- Collective Action

REFERENCES

Federazione dei Communisti Anarchici (2005) Anarchist Communists: A Question of Class. Studies for a Libertarian Alternative: FdCA

Malatesta, E. (1897) “Anarchism and Organisation” Available at: http://www.marxists.org/archive/malatesta/1897/xx/anarchorg.htm

  • 1. A certain elasticity must be allowed with these terms and the labels should by no means be considered exclusive. The “social” level, for example, is of course at the same time “political” in that it is a sphere for both the contestation and birth of ideas. Likewise the “political” level is simultaneously “social” in respect to the fact that anarchist communist ideas are derived from a historical and materialist analysis of society, and composed of the experiences and lessons of social struggle (for more commentary on the historical materialist character of anarchist communism see “Appendix 1: Historical Materialism and Dialectical Materialism” In: Federazione dei Communisti Anarchici (2005) Anarchist Communists: A Question of Class. Studies for a Libertarian Alternative: FdCA).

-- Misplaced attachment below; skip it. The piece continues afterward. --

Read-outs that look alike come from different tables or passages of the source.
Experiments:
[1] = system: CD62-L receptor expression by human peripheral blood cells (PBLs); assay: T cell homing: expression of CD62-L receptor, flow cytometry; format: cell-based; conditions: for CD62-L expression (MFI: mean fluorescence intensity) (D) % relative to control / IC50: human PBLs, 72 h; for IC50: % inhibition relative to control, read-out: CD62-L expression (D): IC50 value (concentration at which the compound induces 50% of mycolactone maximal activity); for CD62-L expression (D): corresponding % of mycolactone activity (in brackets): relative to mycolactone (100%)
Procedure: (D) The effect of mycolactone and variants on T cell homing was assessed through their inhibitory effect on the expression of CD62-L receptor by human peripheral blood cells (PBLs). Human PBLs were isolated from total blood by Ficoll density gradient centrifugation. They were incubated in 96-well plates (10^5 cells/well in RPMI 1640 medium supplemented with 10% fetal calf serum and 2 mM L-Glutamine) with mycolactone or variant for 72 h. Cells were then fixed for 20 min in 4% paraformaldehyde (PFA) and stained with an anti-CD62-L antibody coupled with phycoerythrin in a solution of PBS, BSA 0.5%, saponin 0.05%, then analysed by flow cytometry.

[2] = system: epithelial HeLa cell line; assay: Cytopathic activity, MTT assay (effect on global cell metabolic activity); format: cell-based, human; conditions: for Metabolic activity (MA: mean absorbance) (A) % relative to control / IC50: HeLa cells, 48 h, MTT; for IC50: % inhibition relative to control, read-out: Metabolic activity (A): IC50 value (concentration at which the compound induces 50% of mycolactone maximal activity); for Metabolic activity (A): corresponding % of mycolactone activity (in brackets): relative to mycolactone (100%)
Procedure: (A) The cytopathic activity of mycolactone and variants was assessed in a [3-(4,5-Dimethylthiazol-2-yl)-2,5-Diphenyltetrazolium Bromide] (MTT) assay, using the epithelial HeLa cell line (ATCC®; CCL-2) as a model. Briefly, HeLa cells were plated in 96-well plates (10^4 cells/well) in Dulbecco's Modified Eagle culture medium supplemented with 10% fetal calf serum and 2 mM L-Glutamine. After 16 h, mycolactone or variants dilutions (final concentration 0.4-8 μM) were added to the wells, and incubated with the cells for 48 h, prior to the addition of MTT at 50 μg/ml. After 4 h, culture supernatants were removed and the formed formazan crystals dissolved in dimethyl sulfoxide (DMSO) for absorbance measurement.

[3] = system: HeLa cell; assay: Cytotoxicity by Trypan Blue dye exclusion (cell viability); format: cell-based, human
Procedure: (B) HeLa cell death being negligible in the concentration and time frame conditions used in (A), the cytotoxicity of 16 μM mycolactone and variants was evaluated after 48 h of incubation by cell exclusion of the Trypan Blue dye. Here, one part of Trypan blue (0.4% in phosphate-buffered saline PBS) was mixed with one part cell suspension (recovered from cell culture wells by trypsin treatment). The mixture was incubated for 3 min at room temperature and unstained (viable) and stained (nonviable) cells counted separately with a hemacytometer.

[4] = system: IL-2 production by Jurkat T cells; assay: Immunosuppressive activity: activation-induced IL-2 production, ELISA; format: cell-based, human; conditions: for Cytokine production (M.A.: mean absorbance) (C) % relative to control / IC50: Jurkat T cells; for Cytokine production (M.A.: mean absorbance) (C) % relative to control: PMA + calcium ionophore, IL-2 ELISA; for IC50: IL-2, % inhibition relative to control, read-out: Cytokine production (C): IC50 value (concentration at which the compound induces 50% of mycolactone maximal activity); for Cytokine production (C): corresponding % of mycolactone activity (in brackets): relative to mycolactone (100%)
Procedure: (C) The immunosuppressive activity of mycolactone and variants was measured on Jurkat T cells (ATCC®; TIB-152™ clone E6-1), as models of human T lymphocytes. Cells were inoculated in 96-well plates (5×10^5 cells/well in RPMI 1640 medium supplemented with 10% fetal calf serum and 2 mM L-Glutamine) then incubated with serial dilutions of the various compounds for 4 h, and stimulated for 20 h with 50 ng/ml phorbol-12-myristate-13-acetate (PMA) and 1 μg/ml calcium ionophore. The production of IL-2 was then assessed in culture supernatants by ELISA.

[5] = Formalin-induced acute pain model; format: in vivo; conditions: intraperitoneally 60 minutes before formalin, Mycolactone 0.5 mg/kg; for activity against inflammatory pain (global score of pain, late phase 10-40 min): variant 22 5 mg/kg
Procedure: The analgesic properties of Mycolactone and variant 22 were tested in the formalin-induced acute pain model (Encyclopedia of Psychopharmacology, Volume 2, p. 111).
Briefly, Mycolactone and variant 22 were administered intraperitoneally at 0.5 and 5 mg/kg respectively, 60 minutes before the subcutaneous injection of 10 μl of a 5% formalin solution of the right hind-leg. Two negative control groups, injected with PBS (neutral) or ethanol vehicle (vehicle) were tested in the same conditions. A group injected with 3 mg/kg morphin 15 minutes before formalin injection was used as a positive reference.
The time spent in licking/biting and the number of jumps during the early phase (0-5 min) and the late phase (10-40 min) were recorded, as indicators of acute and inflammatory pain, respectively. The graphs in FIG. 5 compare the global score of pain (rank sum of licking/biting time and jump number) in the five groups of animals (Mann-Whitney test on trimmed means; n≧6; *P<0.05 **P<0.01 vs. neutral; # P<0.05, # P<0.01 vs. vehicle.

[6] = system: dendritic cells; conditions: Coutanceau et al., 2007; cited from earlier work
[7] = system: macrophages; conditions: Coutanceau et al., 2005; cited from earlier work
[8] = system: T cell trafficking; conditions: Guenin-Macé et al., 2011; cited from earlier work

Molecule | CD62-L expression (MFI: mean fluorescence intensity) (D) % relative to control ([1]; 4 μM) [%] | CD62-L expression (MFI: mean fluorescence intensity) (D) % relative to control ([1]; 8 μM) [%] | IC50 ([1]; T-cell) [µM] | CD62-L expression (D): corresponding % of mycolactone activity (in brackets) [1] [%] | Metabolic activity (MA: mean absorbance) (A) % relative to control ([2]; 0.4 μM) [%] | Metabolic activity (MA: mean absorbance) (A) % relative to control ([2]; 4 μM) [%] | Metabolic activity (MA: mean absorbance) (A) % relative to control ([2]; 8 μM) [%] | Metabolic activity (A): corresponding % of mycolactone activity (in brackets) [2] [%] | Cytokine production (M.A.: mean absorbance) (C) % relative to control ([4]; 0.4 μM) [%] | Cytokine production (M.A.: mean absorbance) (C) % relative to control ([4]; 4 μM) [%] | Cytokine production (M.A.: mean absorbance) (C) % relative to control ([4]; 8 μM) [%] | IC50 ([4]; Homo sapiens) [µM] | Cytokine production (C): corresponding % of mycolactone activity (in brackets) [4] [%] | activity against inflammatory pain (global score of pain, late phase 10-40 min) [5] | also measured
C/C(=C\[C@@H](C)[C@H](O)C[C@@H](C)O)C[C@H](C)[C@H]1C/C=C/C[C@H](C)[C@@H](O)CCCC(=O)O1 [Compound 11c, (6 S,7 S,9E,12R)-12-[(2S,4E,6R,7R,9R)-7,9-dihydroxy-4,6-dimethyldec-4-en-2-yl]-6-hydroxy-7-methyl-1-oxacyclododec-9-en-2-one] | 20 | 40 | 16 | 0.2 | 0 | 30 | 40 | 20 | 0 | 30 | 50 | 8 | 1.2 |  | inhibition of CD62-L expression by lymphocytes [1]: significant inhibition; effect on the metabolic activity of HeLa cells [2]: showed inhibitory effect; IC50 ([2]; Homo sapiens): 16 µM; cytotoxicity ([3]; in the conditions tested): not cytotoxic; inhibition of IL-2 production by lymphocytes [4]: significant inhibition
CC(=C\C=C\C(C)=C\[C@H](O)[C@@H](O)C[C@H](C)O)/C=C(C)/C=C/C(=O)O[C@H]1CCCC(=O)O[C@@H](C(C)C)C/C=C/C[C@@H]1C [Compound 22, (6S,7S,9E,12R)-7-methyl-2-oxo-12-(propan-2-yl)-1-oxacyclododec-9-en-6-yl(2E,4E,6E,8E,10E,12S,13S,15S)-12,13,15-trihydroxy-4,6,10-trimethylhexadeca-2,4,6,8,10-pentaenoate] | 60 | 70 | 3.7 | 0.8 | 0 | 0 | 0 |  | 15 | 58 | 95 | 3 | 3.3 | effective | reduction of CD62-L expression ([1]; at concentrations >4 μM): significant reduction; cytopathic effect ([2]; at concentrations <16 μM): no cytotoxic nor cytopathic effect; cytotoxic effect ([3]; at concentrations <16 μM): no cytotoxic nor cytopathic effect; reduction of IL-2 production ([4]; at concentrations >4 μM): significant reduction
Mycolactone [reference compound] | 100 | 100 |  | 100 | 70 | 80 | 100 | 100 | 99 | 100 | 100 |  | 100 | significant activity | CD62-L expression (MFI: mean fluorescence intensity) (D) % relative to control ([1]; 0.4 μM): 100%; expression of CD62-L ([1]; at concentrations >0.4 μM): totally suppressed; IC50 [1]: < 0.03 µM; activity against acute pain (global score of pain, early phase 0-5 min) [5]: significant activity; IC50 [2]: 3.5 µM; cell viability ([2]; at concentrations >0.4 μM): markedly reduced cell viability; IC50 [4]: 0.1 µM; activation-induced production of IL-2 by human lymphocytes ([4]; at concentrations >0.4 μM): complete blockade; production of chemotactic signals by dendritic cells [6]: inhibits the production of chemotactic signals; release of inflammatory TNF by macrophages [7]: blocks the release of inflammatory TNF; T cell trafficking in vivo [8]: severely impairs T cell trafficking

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Collective Action
Sep 9 2012 20:15

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  • The only way there can be a future for anarchist politics in the UK in the 21st Century is in making anarchist communist ideas and methods a practical and coherent tool for organising workplaces, intervening in social struggles and empowering working class communities.

    Collective Action

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Comments

Spikymike
Sep 12 2012 12:38

Joe Roe,